India has only 4% of the earth’s water resources. Around 60% of its area under agriculture is rain-fed. And in the absence of rains, the sole alternative for irrigation is underground water. More than 21 million farmers tap underground water to sustain their livelihoods. In the alluvial plains of the Ganga the water level is falling by more than one metre per year. If the underground water is exploited at this pace, in 20 years, 15 states of our country may face acute underground water scarcity. A World Bank study says that about 250cu. km of water goes for irrigation each year but rains replenish only 40% of this. The groundwater table has fallen to 400 metres in some regions.
Gone are the days when Arjuna could quench the thirst of Dronacharya with a strike of his arrow.
The Green Revolution brought high-yielding varieties where crops depended on better irrigation. This put immense pressure on farmers to extract underground water, given the unpredictability of rains. Submersible motor pumps made the situation even worse. Rampant exploitation of water might lead us to the deadliest of famines and natural calamities in the years ahead. A large number of farmers would also end up having more reasons—crop failures—to commit suicide.
As electricity is free or highly subsidized in most of the states, water is pumped day and night. This wastage of water affects the farmers in two ways. First, it decreases the water table drastically and second, extra water is washed off to water bodies polluted by fertilizers and pesticides. The farmers thus fall victim to the subsidies designed to help them.
There are solutions. Micro-water harvesting techniques should be adopted—such as creating community water reservoirs or tanks that could collect rainwater, as seen in Andhra Pradesh and Orissa.
Essentially, water is overused and wasted because it costs nothing. Government should charge a nominal rate for harnessing underground water with the help of meters and pumps. This will act as a disincentive for over exploitation of underground water.
A major reason for over-exploitation is that farmers are still largely dependent on conventional methods of irrigation that do not aim to conserve water. Attempts should be made to teach farmers about modern methods such as drip irrigation where water and fertilizer are applied directly near the root zone of the crop through pipes.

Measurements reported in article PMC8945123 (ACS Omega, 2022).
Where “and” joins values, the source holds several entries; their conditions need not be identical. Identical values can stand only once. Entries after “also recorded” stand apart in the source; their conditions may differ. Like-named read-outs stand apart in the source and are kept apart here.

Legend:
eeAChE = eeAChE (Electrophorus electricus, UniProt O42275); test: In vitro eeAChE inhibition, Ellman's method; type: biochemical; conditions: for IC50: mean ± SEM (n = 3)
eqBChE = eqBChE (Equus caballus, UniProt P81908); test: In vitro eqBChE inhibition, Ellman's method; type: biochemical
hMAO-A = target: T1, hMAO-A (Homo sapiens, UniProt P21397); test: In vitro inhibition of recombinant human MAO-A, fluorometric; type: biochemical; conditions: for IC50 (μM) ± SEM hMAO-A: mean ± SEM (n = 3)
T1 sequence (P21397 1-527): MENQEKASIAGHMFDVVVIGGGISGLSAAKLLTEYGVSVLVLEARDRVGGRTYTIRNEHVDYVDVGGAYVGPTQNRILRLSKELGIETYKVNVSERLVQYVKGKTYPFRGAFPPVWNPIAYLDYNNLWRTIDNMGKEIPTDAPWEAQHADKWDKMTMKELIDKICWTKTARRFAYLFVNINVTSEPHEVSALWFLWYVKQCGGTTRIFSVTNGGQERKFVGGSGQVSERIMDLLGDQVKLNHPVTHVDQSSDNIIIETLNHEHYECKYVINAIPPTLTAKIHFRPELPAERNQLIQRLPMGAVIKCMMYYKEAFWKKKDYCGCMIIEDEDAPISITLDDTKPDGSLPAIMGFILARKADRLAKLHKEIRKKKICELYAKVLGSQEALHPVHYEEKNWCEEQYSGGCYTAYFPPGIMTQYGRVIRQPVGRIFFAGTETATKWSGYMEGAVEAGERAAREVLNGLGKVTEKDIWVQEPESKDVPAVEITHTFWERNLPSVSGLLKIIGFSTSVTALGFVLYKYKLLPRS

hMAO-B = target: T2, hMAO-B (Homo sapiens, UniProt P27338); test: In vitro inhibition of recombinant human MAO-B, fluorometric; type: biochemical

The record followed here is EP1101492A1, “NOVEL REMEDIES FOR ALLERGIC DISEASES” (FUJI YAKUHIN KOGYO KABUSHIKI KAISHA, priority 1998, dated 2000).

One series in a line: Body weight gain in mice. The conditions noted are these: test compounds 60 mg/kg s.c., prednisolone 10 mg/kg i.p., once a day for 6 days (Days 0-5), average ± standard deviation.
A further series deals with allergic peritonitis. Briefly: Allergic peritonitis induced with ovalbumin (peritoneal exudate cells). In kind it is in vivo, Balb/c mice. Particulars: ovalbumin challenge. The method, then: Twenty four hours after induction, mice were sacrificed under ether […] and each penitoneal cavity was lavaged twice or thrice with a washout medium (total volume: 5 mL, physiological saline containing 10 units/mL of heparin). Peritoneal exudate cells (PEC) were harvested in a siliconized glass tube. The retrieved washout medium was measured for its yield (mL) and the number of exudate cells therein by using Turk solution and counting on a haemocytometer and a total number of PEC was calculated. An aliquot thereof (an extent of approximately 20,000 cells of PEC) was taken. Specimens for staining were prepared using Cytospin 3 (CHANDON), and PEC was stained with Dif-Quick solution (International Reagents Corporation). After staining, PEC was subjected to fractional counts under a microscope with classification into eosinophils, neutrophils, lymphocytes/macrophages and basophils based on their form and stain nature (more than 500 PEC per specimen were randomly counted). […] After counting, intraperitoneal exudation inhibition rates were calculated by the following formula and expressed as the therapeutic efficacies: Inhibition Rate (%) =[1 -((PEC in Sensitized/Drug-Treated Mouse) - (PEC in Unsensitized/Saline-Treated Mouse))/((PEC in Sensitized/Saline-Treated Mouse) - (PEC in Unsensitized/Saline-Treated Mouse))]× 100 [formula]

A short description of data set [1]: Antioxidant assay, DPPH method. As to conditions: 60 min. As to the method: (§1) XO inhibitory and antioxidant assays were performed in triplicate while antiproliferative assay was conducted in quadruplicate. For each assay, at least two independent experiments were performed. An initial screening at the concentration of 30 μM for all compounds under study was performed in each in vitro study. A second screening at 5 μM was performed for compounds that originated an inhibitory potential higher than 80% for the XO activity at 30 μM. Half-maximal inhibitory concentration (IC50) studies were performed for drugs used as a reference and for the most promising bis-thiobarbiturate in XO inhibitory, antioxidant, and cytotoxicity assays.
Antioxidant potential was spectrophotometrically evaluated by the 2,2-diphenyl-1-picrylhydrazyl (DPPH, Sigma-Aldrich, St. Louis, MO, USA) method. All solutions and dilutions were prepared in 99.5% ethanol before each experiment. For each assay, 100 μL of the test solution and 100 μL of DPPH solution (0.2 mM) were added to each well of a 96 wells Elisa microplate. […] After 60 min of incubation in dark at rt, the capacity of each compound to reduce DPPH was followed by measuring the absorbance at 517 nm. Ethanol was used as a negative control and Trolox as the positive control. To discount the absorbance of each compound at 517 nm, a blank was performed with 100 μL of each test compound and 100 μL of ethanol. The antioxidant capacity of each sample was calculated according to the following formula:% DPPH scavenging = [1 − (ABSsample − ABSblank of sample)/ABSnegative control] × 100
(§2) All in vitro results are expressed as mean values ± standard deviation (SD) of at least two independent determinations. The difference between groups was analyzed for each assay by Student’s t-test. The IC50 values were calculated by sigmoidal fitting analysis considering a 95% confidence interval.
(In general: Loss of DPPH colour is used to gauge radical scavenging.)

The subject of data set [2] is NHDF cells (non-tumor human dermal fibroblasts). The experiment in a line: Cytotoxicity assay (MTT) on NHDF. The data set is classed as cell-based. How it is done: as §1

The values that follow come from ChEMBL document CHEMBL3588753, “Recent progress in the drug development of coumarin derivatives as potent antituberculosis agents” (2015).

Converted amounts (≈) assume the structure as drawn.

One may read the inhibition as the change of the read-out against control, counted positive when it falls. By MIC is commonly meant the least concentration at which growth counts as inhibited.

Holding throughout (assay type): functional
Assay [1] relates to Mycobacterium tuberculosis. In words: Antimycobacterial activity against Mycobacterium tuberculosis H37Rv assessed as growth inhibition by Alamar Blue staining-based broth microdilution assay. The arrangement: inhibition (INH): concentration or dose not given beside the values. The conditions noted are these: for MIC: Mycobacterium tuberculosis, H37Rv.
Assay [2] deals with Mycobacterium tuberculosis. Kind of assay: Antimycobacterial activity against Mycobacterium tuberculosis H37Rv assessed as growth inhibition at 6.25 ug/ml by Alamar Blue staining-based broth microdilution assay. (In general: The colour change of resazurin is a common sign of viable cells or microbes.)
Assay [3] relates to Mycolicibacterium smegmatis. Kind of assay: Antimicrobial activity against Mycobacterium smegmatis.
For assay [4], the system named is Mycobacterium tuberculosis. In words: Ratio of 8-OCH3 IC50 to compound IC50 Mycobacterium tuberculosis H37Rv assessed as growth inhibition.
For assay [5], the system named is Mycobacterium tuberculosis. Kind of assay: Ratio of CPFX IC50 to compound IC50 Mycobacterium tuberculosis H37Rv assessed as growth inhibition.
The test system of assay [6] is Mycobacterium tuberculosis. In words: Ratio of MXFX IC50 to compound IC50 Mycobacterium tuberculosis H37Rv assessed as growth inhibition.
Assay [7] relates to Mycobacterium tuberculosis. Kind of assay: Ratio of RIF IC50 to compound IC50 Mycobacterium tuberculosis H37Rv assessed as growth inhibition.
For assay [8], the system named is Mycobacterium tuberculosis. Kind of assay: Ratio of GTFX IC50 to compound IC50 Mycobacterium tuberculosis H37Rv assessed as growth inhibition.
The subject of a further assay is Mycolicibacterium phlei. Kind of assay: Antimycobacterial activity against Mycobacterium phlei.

Another method, called sprinkler irrigation, helps spraying water evenly on crops through revolving nozzle-fitted emitters. The government should give subsidies to farmers who adopt these, rather than providing free electricity that acts as a deterrent to long-term growth of the agriculture sector.
There should be regular demonstrations of the working of modern irrigation methods, as there will be inertia among farmers to adopt new technologies. Since there is a steady rise in the pressure on natural resources, it is extremely vital to set up a proper joint management system, instilling a sense of responsibility and community-level solidarity for conserving water resources.
The services-led growth of the economy looks impressive at present, but it can’t be sustained for long. If agriculture is not given top priority now, and if the issues associated with it are not resolved, there will be a food crisis in our country. The reason is simple: a huge population is dependent on agriculture, which is growing at only 2.3% whereas the population is growing at 1.95%.
So, the pace of growth in population is not far behind agricultural growth. Besides, while the population has been growing at a stable pace for the last decade, agriculture is slowing down steadily. If the agriculture sector is ignored for another decade, there would be acute shortage of food and the only option left with government would be to import food. But buying food items in the large volumes that India would require will push up international prices excessively.
The burden of expenditure on buying food in the future will be much more, compared with investment needed in water-harvesting techniques at present.
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